If there wasn’t enough hype already about the upcoming Ryder Cup, Phil Mickelson and Rory McIlroy added some fodder for the press with some well intended trash talking. Mickelson took a stab at McIlroy when asked by a reporter if one of the reasons the Americans haven’t done so well in previous Ryder Cup’s was because they weren’t close and didn’t play well together. Mickelson replied with, “Not only are we able to play together, but we also don’t litigate against each other. So that’s a real plus.” Of course he was referring to an on-going lawsuit between McIlroy and Horizon Sports Management, where (McIlroy’s) European Ryder Cup team mate Graeme McDowell is an alleged (by McIlroys attorneys) shareholder. Mickelson was obviously joking, and it seemed everyone got it, but you can bet this will not be the last we hear about it.

The lawsuit between McIlroy and his former management company has already been forefront in the press, raising some questions as to whether McDowell could be paired together with the associated legal tension. McDowell on one occasion said, he didn’t see it as a problem, and wouldn’t mind playing the second (alternating) shot off McIlroys drives. He stated that they are actually good friends.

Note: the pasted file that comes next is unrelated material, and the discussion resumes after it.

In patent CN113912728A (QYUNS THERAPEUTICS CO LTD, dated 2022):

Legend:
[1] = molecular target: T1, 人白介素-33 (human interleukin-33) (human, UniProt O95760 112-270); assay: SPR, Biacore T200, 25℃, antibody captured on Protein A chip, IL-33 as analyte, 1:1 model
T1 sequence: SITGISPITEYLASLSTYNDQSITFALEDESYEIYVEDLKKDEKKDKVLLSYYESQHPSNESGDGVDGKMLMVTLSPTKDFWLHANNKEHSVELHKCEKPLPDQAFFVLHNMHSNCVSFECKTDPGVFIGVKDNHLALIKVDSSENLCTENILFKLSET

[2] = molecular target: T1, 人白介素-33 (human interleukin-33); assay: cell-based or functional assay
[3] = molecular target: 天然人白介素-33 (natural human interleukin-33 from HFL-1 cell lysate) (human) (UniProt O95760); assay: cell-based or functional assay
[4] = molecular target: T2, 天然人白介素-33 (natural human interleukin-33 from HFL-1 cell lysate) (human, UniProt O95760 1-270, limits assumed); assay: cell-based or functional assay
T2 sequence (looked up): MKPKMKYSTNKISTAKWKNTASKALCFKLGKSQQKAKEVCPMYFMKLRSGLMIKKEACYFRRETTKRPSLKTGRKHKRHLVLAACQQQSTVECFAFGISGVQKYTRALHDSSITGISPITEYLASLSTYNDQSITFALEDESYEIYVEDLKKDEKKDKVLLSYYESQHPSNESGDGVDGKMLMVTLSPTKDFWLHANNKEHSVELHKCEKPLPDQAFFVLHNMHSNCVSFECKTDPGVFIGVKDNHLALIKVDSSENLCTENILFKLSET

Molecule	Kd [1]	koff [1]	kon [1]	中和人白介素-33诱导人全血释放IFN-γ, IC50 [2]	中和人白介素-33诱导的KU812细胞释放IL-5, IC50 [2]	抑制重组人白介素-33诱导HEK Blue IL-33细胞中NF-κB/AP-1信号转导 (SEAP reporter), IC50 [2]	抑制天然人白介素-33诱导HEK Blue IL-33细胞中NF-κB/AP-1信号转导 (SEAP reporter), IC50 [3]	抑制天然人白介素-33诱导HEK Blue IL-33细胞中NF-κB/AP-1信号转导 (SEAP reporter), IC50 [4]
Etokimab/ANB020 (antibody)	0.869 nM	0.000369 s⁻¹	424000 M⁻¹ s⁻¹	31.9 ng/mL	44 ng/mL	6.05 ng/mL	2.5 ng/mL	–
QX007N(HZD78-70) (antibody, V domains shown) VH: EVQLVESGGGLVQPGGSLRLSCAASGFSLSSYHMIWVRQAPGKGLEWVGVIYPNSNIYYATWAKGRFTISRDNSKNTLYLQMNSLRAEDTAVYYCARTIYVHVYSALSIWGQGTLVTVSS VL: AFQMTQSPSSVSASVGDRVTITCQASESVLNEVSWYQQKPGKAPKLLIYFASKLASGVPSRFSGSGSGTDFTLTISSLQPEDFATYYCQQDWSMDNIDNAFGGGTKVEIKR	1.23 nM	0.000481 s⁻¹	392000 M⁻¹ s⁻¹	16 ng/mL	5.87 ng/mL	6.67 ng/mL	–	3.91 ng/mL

McIlroy made his own splash with the media when asked about Tiger not being in this year’s Ryder Cup.  In so many words, McIlroy stated that the Ryder Cup was bigger than Tiger Woods and they would fare well without him. This is obviously all very true, but the media has already began circulating the comments that are sure to gain momentum as this year’s Ryder Cup unfolds.

The amount of information and media coverage that is cultivated leading up to and surrounding this event grows with with each Ryder Cup. All the back stories, the ranking comparisons, the captains picks on both sides, the pairings, the possible scenarios for wins and losses, and the opinions of media personnel leave the public with little to imagine. It’s all good for the sport and the event! But, a little trash talking goes a long way for spicing up the coverage and the competition. Getting into an opponent’s head has always been good strategy in most any competition. It is hard to tell if that is what is at the root of Mickelson’s and McIlroy’s comments, but they have certainly ignited the press with even more cannon fodder. The comments made by both could backfire if the media continually hammers them with questions about their comments. It could be yet another distraction added to an already intense atmosphere.